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Revolting Autonomists?

(This is a guest post by MoreMediaNonsense)

When is a separatist movement not a legitimate movement for independence ? How do we decide which separatists we should oppose? Events in Bolivia recently have taken an alarming turn for supporters of Evo Morales such as the Socialist Unifier, Andy Newman, and brings these questions starkly into focus.

As the BBC reports here

“Two Bolivian provinces have voted overwhelmingly in favour of regional autonomy, exit polls suggest.

More than 80% of voters in the lowland agricultural provinces of Beni and Pando opted for autonomy measures, the polls for the ATB TV channel indicate.”

One of the main reasons the population of the low land eastern regions want more autonomy is that they are opposed to the government and policies of President Morales. Bolivia is split in two, geographically and ethnically, with the majority of Amerindians living on the high Altoplano Andean plateau and the other 45% Mestizo and European descended peoples being a majority in the Eastern low lying plains, where the gas fields are.

Morales has nationalised the resources industry and has re-negotiated (or just torn up) arrangements with oil and gas companies. How these policies will ultimately affect the ability of the country to exploit its resources remains to be seen. Other of Morales attempts at nationalisation have been farcical – pilots and staff of the airline LAB went on strike demanding to be nationalised 2 years ago. The new airline has still to take off.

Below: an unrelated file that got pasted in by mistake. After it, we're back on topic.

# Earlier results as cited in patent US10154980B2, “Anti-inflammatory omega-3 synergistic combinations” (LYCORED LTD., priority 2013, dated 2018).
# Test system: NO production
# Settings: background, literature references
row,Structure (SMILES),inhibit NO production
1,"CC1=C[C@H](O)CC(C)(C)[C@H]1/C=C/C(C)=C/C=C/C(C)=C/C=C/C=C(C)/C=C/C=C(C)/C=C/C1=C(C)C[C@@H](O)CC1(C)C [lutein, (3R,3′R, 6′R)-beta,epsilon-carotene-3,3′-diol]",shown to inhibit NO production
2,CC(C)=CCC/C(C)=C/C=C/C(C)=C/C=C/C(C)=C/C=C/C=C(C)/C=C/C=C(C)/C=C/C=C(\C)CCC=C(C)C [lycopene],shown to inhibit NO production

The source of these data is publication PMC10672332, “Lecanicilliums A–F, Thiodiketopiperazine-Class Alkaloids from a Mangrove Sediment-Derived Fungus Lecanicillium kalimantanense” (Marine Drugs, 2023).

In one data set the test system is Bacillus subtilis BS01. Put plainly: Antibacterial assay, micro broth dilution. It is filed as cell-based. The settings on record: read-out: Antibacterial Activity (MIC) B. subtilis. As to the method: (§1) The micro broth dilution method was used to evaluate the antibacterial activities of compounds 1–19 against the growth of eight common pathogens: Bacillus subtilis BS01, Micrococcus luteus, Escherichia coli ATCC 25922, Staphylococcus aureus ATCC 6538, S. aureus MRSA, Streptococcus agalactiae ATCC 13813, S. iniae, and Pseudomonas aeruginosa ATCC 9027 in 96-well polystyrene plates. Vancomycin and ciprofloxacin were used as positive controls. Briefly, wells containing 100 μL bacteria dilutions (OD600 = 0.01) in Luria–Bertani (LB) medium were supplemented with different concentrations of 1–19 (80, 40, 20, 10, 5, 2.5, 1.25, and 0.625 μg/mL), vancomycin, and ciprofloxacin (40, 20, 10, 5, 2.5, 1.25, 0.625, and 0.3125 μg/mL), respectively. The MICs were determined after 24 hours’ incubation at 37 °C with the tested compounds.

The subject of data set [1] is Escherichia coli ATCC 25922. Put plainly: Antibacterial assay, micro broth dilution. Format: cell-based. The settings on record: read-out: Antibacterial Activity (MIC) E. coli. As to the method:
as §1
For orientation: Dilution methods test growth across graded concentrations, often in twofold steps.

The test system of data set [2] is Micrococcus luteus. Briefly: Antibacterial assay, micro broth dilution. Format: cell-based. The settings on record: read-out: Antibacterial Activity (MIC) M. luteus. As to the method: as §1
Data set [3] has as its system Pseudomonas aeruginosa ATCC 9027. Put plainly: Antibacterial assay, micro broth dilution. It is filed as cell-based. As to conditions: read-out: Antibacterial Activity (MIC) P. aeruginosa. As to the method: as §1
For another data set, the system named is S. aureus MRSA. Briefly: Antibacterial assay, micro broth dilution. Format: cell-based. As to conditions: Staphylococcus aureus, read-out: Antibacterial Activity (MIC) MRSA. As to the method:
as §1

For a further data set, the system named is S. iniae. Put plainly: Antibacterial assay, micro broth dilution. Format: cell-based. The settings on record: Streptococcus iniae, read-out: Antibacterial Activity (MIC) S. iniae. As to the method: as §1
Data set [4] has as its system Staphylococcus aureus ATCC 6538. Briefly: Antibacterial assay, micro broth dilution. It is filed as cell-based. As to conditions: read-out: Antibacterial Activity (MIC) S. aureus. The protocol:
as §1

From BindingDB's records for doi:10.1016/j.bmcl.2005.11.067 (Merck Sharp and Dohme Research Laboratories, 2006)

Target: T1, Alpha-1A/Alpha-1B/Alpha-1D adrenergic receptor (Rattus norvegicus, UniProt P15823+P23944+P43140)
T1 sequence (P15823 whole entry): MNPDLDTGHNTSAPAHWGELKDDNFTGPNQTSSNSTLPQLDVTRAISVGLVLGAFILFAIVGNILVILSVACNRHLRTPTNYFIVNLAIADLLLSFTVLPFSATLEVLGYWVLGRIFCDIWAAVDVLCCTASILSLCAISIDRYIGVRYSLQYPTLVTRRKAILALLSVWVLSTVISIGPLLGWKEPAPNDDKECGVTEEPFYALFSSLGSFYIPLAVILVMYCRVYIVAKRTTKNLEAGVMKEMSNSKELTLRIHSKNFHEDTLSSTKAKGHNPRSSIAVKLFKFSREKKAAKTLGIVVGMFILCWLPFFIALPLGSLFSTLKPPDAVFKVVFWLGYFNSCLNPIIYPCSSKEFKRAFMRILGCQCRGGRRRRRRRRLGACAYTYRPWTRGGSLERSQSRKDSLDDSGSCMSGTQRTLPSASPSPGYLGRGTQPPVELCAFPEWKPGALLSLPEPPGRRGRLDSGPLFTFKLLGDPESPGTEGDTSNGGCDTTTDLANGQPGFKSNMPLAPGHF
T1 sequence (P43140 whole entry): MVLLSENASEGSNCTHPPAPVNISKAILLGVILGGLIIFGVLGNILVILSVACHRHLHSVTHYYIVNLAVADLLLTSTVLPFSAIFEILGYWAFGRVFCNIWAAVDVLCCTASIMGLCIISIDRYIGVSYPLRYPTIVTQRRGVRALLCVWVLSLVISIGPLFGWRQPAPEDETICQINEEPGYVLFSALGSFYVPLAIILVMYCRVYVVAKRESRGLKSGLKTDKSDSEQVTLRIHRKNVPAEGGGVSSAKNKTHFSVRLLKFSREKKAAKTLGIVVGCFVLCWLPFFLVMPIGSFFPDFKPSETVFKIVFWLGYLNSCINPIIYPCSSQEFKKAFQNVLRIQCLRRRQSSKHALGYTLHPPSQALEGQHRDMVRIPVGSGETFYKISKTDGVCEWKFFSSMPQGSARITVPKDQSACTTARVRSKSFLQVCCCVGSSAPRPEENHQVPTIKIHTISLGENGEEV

Evo is also of course a big friend of HP favourite, Hugo Chavez. It can’t be said how much this friendship contributed to the region’s decision to vote for autonomy.

On the other hand Morales is the first Bolivian government with an indigenous leader dedicated to putting the rights and development of the Amerindian population to the fore. As such it has the support of a lot of Leftists.

Most people in the West instinctively support separatist movements, it sometimes seems to me, because of their status as the “fighting underdog”. However, some argue that certain groups seeking regional autonomy are reactionary, and should therefore be opposed. This is Andy Newman’s position on Tibet:

There is no national liberation movement in Tibet. There is no social class in Tibet that is capable of building a progressive national state, and there is no meaningful sense that Tibet can have national self-determination.

The premise that there is a universal right to self determination is inhereted from US president Woodrow Wilson, and has never been unconditionally accepted by the socialist movement, who have always argued that it is a question of political context, and the requirement is that there is a popular national democratic movement.

How should we choose which regional independence movements deserve support, and which should be opposed? Do regions have a right to secede, if the majority of the population wishes it? Or does the “greater good” of all the citizens of a sovereign state trump the rights of separatist minorities ?
How do we decide ?